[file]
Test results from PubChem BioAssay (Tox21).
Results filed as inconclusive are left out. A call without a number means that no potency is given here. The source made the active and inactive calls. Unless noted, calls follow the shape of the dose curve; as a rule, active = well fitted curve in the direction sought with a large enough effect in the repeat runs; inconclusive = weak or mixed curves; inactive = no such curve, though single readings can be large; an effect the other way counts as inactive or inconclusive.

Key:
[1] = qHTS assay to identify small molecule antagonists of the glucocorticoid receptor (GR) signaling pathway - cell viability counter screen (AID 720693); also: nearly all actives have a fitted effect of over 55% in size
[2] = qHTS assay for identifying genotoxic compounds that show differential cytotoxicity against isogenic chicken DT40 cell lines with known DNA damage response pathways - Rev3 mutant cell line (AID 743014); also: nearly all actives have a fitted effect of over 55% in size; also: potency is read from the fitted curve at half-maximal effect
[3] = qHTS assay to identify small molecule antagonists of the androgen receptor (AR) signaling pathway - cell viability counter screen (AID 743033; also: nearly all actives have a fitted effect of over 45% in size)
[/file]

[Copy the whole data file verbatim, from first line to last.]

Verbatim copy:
Test results from PubChem BioAssay (Tox21).
Results filed as inconclusive are left out. A call without a number means that no potency is given here. The source made the active and inactive calls. Unless noted, calls follow the shape of the dose curve; as a rule, active = well fitted curve in the direction sought with a large enough effect in the repeat runs; inconclusive = weak or mixed curves; inactive = no such curve, though single readings can be large; an effect the other way counts as inactive or inconclusive.

Key:
[1] = qHTS assay to identify small molecule antagonists of the glucocorticoid receptor (GR) signaling pathway - cell viability counter screen (AID 720693); also: nearly all actives have a fitted effect of over 55% in size
[2] = qHTS assay for identifying genotoxic compounds that show differential cytotoxicity against isogenic chicken DT40 cell lines with known DNA damage response pathways - Rev3 mutant cell line (AID 743014); also: nearly all actives have a fitted effect of over 55% in size; also: potency is read from the fitted curve at half-maximal effect
[3] = qHTS assay to identify small molecule antagonists of the androgen receptor (AR) signaling pathway - cell viability counter screen (AID 743033; also: nearly all actives have a fitted effect of over 45% in size)